Increased bodily temperature
Increased bodily temperature or pyrexia can be described as having a body temperature which is above normal baseline. While there is no universally agreed upon value at which pyrexia occurs, its diagnoses ranges between 37.5 - 38.3°C (99.5 - 100.9°F). For comparison, the average temperature of a healthy person is around 37°C (98.6°F). It is worth noting that a bodily temperature which exceeds 41.5°C (106.7°F) is an emergency which requires immediate medical attention and can potentially result in physical injury, long-term side effects, and death.
This effect is capable of manifesting itself in the two different forms which are described below:
- Fever is used to describe the body raising its core temperature due to illness. For example, a fever may be caused by a bacterial infection.
- Hyperthermia is classified as an uncontrollable increase in body temperature that typically originates from an external source. This most frequently involves heat strokes or the use of certain drugs.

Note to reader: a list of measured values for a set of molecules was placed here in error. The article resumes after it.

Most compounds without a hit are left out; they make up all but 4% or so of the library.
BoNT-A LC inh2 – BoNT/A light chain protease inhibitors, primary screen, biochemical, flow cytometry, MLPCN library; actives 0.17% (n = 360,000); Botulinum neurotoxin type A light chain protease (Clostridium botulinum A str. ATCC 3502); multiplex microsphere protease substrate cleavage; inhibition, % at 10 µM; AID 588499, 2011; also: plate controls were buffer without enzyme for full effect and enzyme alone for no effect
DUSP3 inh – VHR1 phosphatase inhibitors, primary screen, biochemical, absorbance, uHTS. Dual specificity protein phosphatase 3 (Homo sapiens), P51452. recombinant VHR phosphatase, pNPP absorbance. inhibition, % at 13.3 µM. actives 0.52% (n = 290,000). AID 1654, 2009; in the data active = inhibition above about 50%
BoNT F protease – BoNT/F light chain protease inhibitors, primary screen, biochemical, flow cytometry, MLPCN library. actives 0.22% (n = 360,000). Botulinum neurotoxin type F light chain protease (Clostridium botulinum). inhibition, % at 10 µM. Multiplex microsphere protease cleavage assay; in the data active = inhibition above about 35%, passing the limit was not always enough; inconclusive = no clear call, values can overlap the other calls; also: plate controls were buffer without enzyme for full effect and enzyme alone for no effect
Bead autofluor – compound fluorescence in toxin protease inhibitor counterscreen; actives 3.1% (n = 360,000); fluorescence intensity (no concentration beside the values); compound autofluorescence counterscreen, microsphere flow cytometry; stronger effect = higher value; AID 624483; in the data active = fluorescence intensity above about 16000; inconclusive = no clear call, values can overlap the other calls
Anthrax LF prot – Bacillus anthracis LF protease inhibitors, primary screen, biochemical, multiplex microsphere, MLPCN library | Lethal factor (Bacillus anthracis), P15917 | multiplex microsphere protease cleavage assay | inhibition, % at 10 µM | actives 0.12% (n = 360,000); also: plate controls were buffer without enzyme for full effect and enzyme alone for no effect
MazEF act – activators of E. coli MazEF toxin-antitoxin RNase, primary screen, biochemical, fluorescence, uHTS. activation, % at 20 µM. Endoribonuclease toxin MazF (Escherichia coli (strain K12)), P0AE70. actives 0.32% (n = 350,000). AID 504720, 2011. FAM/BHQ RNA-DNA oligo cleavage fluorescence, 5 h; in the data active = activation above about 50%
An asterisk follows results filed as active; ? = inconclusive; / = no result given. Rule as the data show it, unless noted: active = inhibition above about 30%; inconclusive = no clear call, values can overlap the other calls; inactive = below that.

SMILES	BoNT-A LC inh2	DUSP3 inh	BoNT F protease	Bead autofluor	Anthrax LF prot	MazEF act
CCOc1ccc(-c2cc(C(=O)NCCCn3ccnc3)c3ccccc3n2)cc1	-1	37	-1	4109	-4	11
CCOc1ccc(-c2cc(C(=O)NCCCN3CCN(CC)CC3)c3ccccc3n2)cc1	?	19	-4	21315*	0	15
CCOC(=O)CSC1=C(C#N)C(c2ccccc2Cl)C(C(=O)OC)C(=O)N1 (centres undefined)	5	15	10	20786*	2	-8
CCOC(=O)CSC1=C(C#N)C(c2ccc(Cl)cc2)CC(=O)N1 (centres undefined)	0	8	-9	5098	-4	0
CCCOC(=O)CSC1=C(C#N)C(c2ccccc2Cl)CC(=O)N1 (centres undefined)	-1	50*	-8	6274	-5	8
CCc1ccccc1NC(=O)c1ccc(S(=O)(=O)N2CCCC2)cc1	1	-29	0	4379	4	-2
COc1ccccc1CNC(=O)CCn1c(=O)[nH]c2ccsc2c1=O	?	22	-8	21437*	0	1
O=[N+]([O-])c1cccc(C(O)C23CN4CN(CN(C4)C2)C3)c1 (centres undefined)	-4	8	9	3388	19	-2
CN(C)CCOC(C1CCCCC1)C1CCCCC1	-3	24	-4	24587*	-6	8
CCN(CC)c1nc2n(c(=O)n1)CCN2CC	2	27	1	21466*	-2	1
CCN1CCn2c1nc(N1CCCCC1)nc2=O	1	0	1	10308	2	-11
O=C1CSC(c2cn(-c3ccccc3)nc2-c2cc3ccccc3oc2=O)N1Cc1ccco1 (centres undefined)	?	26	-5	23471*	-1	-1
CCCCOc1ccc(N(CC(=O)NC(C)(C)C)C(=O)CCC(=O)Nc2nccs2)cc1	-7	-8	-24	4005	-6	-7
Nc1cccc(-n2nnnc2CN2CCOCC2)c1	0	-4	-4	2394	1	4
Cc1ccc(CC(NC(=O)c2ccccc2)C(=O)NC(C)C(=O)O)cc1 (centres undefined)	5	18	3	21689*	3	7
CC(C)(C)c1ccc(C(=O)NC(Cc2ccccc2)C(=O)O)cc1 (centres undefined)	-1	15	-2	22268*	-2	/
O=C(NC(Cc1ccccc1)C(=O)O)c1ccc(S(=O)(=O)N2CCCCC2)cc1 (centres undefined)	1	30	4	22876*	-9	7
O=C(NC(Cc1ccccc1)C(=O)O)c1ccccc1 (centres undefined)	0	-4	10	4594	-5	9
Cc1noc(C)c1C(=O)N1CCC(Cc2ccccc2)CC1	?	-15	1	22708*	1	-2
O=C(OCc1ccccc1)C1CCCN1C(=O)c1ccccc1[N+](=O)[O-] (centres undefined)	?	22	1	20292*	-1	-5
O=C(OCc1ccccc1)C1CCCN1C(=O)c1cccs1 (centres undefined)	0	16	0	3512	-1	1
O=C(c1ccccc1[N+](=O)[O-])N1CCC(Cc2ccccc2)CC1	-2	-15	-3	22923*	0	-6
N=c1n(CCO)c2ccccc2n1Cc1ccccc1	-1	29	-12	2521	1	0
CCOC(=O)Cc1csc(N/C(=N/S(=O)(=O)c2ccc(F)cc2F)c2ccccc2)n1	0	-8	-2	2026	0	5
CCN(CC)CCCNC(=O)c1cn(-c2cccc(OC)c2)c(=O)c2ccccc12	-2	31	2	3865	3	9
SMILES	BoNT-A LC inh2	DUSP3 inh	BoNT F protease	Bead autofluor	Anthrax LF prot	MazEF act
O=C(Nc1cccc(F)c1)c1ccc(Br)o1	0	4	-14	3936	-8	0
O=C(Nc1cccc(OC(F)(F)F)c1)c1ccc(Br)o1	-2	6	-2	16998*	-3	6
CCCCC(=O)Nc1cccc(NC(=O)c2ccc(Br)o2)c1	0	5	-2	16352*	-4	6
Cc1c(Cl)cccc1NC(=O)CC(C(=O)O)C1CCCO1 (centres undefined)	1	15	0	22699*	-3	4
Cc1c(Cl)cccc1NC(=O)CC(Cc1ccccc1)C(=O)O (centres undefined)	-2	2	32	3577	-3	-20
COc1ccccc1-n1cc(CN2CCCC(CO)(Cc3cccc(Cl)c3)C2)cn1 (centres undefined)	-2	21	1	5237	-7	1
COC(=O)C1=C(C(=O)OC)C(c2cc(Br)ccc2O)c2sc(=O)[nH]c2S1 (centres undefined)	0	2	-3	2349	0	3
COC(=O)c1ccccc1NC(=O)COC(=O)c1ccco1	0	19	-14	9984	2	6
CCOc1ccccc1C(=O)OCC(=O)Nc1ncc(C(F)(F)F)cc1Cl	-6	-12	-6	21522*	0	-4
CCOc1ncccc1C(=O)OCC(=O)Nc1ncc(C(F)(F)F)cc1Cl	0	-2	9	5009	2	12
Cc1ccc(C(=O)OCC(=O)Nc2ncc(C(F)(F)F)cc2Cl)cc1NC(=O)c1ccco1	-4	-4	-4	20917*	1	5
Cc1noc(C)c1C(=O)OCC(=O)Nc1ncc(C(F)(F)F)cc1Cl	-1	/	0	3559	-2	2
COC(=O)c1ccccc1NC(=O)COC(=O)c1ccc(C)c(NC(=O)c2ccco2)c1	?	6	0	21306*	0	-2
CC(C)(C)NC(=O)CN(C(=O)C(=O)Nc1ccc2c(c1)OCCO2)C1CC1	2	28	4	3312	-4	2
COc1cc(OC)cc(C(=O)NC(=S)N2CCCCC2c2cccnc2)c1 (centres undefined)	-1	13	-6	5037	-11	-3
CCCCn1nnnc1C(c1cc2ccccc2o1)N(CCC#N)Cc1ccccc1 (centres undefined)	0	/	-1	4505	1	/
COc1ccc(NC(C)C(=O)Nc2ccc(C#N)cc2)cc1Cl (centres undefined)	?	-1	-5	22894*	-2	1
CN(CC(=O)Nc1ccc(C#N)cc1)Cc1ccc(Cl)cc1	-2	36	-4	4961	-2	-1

Increased bodily temperature is often accompanied by other coinciding effects such as increased perspiration, dehydration, headaches, and serotonin syndrome. It is most commonly induced under the influence of heavy dosages of stimulant compounds which affect serotonin and 5-HT receptors, dopamine and D receptors and norepinephrine. These substances include amphetamine, methylphenidate, MDMA, and cocaine. However, it can also occur under the influence of certain stimulating psychedelics such as AMT, 2C-P, and DOC.
Compounds within our psychoactive substance index which may cause this effect include:
Annectdotal reports which describe this effect with our experience index include:
- Fever (Wikipedia) | https://en.wikipedia.org/wiki/Fever
- Hyperthermia (Wikipedia) | https://en.wikipedia.org/wiki/Hyperthermia
- Hyperpyrexia | https://en.wikipedia.org/wiki/Fever#Hyperpyrexia
- Serotonin and thermoregulation | https://www.ncbi.nlm.nih.gov/pubmed/6793718
- Dopamine and thermoregulation | https://www.ncbi.nlm.nih.gov/pubmed/3001601
- Thermoregulation and Norepinephrine | http://science.sciencemag.org/content/165/3897/1030